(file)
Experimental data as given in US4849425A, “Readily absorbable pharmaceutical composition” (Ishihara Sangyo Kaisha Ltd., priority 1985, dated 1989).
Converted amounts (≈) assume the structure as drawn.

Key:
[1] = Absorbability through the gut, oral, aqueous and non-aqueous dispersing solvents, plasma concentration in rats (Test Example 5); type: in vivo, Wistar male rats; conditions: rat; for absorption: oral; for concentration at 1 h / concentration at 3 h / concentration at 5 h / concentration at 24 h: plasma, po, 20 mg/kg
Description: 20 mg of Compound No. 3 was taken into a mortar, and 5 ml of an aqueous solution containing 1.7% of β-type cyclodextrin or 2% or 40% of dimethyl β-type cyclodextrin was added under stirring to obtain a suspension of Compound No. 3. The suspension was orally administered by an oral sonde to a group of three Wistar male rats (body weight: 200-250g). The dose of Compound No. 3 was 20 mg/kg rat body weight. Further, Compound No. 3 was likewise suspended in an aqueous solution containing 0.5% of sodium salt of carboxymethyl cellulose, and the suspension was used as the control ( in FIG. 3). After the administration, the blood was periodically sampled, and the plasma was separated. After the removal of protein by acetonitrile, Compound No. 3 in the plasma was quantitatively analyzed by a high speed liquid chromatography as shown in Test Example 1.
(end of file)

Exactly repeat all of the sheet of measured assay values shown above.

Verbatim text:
Experimental data as given in US4849425A, “Readily absorbable pharmaceutical composition” (Ishihara Sangyo Kaisha Ltd., priority 1985, dated 1989).
Converted amounts (≈) assume the structure as drawn.

Key:
[1] = Absorbability through the gut, oral, aqueous and non-aqueous dispersing solvents, plasma concentration in rats (Test Example 5); type: in vivo, Wistar male rats; conditions: rat; for absorption: oral; for concentration at 1 h / concentration at 3 h / concentration at 5 h / concentration at 24 h: plasma, po, 20 mg/kg
Description: 20 mg of Compound No. 3 was taken into a mortar, and 5 ml of an aqueous solution containing 1.7% of β-type cyclodextrin or 2% or 40% of dimethyl β-type cyclodextrin was added under stirring to obtain a suspension of Compound No. 3. The suspension was orally administered by an oral sonde to a group of three Wistar male rats (body weight: 200-250g). The dose of Compound No. 3 was 20 mg/kg rat body weight. Further, Compound No. 3 was likewise suspended in an aqueous solution containing 0.5% of sodium salt of carboxymethyl cellulose, and the suspension was used as the control ( in FIG. 3). After the administration, the blood was periodically sampled, and the plasma was separated. After the removal of protein by acetonitrile, Compound No. 3 in the plasma was quantitatively analyzed by a high speed liquid chromatography as shown in Test Example 1.